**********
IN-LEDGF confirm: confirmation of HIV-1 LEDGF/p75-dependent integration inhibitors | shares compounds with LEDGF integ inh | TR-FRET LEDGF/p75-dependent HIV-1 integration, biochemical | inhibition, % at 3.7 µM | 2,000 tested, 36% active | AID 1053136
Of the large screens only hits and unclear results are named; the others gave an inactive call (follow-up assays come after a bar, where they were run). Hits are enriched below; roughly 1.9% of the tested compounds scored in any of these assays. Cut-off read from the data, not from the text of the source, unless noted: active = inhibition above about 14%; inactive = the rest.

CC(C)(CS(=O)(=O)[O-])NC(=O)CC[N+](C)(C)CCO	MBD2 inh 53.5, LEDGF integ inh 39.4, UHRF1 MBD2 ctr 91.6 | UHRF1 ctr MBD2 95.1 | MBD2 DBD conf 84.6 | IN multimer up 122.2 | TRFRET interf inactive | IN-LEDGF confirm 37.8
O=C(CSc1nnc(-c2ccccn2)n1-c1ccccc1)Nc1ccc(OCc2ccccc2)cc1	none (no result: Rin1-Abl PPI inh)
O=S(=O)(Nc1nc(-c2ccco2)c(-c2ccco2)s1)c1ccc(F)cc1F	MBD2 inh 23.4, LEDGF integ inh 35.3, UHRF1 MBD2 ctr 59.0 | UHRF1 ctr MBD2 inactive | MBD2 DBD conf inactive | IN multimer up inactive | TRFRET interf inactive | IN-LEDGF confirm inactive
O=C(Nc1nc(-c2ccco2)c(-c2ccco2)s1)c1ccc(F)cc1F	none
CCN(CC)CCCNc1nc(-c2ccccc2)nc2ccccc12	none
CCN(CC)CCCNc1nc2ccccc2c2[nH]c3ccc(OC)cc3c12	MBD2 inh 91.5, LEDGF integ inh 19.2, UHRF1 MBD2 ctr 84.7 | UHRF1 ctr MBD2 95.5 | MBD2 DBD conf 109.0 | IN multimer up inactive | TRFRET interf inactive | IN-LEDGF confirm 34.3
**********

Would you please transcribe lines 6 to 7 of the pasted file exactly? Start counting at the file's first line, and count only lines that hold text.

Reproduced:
O=C(Nc1nc(-c2ccco2)c(-c2ccco2)s1)c1ccc(F)cc1F	none
CCN(CC)CCCNc1nc(-c2ccccc2)nc2ccccc12	none